Tuesday, April 10, 2018

ARTSPEAK! Harlem Renaissance poem "Sometimes Books Are the Only Playground I Need"

Welcome to day #10 of 2018 ARTSPEAK!, in which I am focusing on art and artists from the Harlem Renaissance.

Before we get to today's poem, please be sure and visit Matt at Radio, Rhythm, and Rhyme to see how our Progressive Poem is progressing!

Today I'm continuing my Harlem Renaissance poetry project by introducing another artist, the third so far in this series: Palmer Hayden.

Here are the poems in the series so far:

"Measurements" after Octoroon Girl by Archibald Motley
"Barbeque" after Barbecue by Archibald Motley
"American Idyll, 1934" after An Idyll of the Deep South by Aaron Douglas
"The Toiler" after The Toiler by Aaron Douglas
"Let There Be Poetry" after The Creation by Aaron Douglas
"Boy with Plane" after Boy with Plane by Aaron Douglas
"To a Dancer" after Sahdji (Tribal Women) by Aaron Douglas
"For the Builders" after Building More Stately Mansions by Aaron Douglas
"This Poem is a Dream" after Aspiration by Aaron Douglas

I learned in the book HARLEM STOMP! that Hayden was a janitor and then came to prominence as the first winner of the Harmon Foundation art competition in 1926 (an art contest created to recognize African American artists). Much of Hayden's work centered on black American life, legends and folk heroes. He was criticized for lapsing into a portrayal of blacks that seemed rooted in cultural stereotypes, a reminder that “blacks were performing for a white audience.” I also love the information about Palmer's life and work found here.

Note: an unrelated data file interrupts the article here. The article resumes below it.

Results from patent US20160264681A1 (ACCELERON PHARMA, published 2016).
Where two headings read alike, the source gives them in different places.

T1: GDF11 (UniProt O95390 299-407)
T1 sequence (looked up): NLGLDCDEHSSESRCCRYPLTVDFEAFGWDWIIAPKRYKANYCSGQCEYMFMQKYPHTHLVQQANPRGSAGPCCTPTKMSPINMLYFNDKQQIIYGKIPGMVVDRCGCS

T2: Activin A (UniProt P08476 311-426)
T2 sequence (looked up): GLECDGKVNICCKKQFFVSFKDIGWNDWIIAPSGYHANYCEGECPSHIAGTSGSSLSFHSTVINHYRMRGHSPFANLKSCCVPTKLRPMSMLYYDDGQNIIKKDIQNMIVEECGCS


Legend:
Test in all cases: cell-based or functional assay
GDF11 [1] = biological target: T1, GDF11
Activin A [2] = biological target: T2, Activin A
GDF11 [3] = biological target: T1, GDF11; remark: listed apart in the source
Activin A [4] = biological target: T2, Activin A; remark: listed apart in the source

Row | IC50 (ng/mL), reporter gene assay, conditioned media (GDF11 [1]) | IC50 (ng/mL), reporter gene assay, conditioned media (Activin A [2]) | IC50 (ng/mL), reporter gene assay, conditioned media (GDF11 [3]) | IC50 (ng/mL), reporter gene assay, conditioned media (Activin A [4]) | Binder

And I love this quote: "I decided to paint to support my love of art, rather than have art support me." — Palmer Hayden quoted in Nora Holt, "Painter Palmer Hayden Symbolizes John Henry," New York Times, 1 Feb. 1947. We'll be sticking with Hayden for the next week! The first painting I've selected is of a girl reading.

Sometimes Books Are the Only Playground I Need

I swing across pages,
slide down polished words.

Instead of cloudwisp skies,
I enjoy brushstroke art –

colors bloom on every page!
Papa says art tells its own story,

same as my plaid skirt
says something about me.

Does that mean I'm sassy?
Smart? Colorful?

It's something to think about
as I see-saw each page,

inviting these pictures

to merry-go-round my world.
- Irene Latham


  1. Hi Irene! A happy poem. I like that you including children's play within this young girl's life: including the plaid skirt, plus 'see-saw each page' and "Merry-go-round my world."

  2. Love the bright colors in the painting. The references to playgrounds including the swing and the slide make this poem a lively one. I even love the way she's leaning on the table, poised for action.

  3. Oh, I love this poem! I need to share this one with my students.

  4. It looks like she is ready to literally dive into that book!

  5. I love the idea of "books as playground." And your last two stanzas! So perfect!

  6. "..as I see-saw each page"

    "Inviting these books
    to merry-go-round my world."

    As wonderful as Mr. Haydens art is of the enraptured reading child, your poem is soul-lifting. I love it, especially the above lines.


Your thoughts?